Once the first short section of road had been covered, we began our first climb. In the dark of the night the train of both red and white lights formed a chain of slow moving effort up and down the mountain. Whilst we might not have been able to see the tops of climbs through the night sky it was just possible to make out the trail of lights fade up into the distance for almost as far up as you could see. Suddenly the elevation wasn’t just a number on a computer screen, it was in front of us and it was brutal.

Up and down mountains and rocky technical terrain, we slowly followed the incredibly well marked out route, trying to run as much downhill as we could (there wasn’t really any flat). The downhill sections themselves were tricky. As well as the switchback nature of the trails the gravel and scree underfoot made it cautious going so as to not fall off the trail and down into the dark void.

As the time and miles slowly passed, the field became more thinly spread out. Every now and then I would come across a runner sat, looking broken, on a rock in the middle of the woods. Mentally as well as physically people around me were taking a beating. As I passed the 100km to go sign I myself began to question how far into that I could get.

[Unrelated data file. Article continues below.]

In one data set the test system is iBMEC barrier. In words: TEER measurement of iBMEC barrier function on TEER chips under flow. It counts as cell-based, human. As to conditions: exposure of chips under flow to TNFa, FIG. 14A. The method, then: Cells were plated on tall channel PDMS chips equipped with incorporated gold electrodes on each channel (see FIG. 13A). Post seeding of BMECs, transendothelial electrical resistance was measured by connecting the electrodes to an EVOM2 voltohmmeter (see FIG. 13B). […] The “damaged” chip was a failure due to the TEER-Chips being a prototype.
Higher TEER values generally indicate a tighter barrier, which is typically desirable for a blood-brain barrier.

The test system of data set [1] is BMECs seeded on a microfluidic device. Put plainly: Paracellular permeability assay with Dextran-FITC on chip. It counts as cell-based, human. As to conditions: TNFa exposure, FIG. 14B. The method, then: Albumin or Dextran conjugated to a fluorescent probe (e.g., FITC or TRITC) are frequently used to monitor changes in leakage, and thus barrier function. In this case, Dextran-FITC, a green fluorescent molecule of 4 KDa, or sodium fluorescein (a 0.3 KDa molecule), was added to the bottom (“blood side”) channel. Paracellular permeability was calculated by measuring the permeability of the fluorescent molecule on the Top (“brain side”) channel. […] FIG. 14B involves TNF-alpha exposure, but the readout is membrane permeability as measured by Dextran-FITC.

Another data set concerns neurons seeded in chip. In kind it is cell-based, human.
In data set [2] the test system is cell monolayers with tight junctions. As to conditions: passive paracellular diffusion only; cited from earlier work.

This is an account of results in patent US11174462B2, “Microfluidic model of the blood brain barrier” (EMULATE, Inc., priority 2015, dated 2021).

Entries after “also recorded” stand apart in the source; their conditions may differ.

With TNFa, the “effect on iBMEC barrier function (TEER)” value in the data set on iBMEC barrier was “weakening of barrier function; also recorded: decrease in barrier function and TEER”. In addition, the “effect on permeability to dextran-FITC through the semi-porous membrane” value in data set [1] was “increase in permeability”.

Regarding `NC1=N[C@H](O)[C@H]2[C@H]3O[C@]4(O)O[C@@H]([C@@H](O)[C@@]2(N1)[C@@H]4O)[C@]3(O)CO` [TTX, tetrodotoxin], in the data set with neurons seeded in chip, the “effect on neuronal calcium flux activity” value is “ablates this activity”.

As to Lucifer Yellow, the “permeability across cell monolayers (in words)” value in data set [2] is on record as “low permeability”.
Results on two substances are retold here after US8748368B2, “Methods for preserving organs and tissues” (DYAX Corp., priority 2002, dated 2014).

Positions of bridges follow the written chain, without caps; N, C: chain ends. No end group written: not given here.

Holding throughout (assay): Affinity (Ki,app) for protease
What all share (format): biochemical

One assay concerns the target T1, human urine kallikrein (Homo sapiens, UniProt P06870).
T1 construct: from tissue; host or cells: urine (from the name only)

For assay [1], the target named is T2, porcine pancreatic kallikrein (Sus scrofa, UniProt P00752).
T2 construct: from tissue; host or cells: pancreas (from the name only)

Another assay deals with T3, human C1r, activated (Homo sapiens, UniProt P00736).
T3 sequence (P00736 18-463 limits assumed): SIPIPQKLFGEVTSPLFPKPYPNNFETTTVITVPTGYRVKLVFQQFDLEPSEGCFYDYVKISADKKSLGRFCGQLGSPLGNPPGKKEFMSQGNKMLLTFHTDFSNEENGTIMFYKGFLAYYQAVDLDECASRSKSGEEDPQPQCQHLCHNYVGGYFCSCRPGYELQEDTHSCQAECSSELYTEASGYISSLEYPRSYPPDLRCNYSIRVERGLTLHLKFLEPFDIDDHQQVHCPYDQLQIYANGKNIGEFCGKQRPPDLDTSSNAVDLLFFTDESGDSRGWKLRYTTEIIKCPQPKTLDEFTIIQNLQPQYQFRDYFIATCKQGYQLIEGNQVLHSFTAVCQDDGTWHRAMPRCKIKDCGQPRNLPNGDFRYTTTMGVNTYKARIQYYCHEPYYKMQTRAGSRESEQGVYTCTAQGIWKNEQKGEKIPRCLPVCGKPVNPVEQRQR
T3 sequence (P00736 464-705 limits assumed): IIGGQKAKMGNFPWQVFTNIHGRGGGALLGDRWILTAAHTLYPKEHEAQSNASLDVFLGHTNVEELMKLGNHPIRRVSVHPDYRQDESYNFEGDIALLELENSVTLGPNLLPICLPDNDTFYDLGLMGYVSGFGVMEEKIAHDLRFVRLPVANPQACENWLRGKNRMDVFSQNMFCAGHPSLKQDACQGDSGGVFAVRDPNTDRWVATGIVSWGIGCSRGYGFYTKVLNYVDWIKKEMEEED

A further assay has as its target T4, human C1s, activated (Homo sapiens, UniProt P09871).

608 runners stood toe-to-toe on the start line that night, and before the cut-off had passed just 349 had finished. I was one of the ones who didn’t.

Along with 259 others I became a DNF statistic – my second ever in around 15 years of running. After a touch over 8 hours in the mountains I had only covered just over 20 miles. As I arrived into the third checkpoint at Artenara as the sun and temperature began to rise, I was only within 15 minutes of the checkpoint closing. At that point I knew that the likelihood of reaching Maspalomas before the 05:00 cut-off was extremely slim, so along with my running buddy Paul we took the tough but reasoned decision to drop out.

We had completed two out of the three toughest climbs and no doubt we could have carried on a bit further, likely even making it as far as halfway, but we were pretty far back already and moving slow enough to realise that we were going to get timed out at some point. Better to drop now and live to fight another day. Sometimes it’s a case of knowing which battles to pick.